Defensor to some solons on ABS-CBN shutdown: Why speak up only now?
MANILA, Philippines — “I think it is only fair that we ask our colleagues who were here then and who are the most vocal now: What did you do then? If you truly believe that this is an issue of press freedom, then why didn’t you speak up the way that you are doing now?”
Anakalusugan Partylist Rep. Mike Defensor posed these questions on Wednesday to his colleagues in the lower chamber who started blaming the House of Representatives after media giant ABS-CBN shut down its broadcast operations.
According to Defensor, bills seeking to renew the franchise of ABS-CBN were filed even in the previous administration and the previous Congress.
“This bill has been in Congress since 2014 during the time of Speaker [Sonny] Belmonte and President [Noynoy] Aquino,” Defensor said.
“Unfortunately, those who cry foul the hardest are those who were already members of Congress when ABS-CBN first applied for their renewal,” he said.
Defensor pointed out that he, along with several other lawmakers, was not part of the House in the previous administration.
“It’s unfair for us 160 members who are new in Congress and who had nothing to do with the more than six years that the application of ABS-CBN had been pending,” he said in Filipino.
Defensor did not give names but said some of his colleagues had been blaming the House for the network’s closure.
For instance, in an interview with ABS-CBN News Channel on Wednesday morning, Buhay Partylist Rep. Lito Atienza Jr. apologized for the “failure of Congress to do its job” in the franchise renewal.
Atienza said that the House, particularly Speaker Alan Peter Cayetano, were at fault.
“I would like to apologize for the failure of Congress to do its job. This is our fault. This is the fault of Congress. But more importantly, I would like to say squarely, this is the fault of Speaker Cayetano,” Atienza said, speaking partly in Filipino.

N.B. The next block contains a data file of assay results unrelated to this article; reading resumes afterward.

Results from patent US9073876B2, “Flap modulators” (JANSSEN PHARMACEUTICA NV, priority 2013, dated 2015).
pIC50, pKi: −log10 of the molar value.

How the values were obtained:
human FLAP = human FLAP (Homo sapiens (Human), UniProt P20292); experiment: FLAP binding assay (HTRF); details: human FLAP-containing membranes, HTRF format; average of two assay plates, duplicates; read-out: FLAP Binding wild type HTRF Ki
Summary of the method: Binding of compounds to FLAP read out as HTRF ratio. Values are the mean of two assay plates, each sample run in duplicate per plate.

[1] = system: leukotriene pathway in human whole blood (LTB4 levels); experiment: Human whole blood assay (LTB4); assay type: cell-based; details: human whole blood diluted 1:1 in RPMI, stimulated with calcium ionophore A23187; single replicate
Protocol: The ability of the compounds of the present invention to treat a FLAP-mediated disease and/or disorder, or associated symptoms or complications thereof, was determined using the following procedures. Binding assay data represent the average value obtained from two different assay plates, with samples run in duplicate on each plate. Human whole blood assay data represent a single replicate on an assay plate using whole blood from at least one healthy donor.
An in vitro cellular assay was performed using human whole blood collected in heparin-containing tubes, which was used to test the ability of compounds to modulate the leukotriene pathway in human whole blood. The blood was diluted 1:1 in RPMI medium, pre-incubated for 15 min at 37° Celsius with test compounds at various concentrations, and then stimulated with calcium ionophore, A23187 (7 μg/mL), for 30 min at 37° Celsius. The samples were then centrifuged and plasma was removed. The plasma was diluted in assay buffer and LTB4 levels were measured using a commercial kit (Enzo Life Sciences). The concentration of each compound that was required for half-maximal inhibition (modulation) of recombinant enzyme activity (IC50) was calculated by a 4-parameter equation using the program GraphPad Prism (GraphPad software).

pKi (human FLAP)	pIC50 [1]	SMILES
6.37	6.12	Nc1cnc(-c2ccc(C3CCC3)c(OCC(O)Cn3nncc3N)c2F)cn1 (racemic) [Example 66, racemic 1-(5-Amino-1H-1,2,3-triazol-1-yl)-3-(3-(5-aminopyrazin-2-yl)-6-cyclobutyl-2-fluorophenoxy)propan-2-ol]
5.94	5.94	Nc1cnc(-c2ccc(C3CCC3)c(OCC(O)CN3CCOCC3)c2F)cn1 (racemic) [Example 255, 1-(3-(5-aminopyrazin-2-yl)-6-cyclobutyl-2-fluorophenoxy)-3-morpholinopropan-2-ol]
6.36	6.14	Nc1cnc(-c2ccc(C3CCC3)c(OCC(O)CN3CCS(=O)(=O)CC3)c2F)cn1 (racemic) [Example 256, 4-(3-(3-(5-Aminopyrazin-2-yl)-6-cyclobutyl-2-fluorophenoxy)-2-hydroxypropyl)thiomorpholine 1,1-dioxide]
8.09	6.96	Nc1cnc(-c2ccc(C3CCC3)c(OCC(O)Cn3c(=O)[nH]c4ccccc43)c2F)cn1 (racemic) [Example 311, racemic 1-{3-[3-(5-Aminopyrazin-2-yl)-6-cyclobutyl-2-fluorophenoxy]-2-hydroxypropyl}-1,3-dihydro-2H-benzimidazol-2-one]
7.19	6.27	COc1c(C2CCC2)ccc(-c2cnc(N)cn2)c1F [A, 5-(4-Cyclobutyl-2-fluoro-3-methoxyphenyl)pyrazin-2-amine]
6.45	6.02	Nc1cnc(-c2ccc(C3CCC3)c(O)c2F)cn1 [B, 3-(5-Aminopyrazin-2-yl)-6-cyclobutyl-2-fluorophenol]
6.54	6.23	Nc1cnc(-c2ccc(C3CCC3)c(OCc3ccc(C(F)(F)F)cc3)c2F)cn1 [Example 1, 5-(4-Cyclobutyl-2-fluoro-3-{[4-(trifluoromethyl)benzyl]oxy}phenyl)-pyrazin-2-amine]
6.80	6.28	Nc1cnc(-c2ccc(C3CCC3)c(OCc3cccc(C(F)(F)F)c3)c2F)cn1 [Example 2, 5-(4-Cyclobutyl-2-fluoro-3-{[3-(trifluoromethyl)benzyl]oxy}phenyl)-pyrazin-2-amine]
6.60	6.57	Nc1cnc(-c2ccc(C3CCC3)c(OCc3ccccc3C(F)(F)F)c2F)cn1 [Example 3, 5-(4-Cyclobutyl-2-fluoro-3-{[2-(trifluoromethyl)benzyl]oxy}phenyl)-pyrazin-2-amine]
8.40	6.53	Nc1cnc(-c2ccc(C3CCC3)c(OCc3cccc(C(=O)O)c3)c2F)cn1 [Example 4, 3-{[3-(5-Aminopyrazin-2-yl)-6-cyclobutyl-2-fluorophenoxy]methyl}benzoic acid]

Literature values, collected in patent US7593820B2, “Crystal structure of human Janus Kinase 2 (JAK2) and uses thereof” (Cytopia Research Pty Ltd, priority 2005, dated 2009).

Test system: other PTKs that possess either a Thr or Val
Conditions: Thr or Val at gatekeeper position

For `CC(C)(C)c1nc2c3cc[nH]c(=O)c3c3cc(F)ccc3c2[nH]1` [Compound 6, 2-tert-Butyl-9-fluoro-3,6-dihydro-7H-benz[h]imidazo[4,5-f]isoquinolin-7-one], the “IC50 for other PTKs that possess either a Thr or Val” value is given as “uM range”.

Even Solicitor General Jose Calida, who warned the National Telecommunications Commission (NTC) against granting ABS-CBN a provisional authority to operate, said that Congress should be blamed for the shutdown.
In response, Defensor said: “There are members of Congress who find it convenient to agree with the opinion of the solicitor general and the presidential legal counsel that puts the blame on the House of Representatives for the expiration of the franchise of ABS-CBN.”
“Frankly, I am baffled by this sentiment,” he added.
In the first place, he said: “Congress should be tackling more important issues, instead of a private bill that has been languishing in these chambers for the past two administrations.”
“This is especially true today as we face a worldwide pandemic that has infected millions and killed hundreds of thousands around the world,” Defensor said.
“Yet here we are, wasting valuable time — all because a few rogue administration officials have taken it upon themselves to subvert the process for their own political ends,” he added.
On March 10, NTC Commissioner Gamaliel Cordoba told members of the House that the commission would follow the advice of the Department of Justice (DOJ), allowing ABS-CBN to operate while its franchise renewal bid is pending in Congress.
However, on May 5, one day after ABS-CBN’s franchise expired, the NTC issued a cease-and-desist order, directing the network to stop operating its television and radio broadcasting stations nationwide “absent a valid Congressional Franchise required by law.”
Subscribe to our daily newsletter
Subscribe to INQUIRER PLUS to get access to The Philippine Daily Inquirer & other 70+ titles, share up to 5 gadgets, listen to the news, download as early as 4am & share articles on social media. Call 896 6000.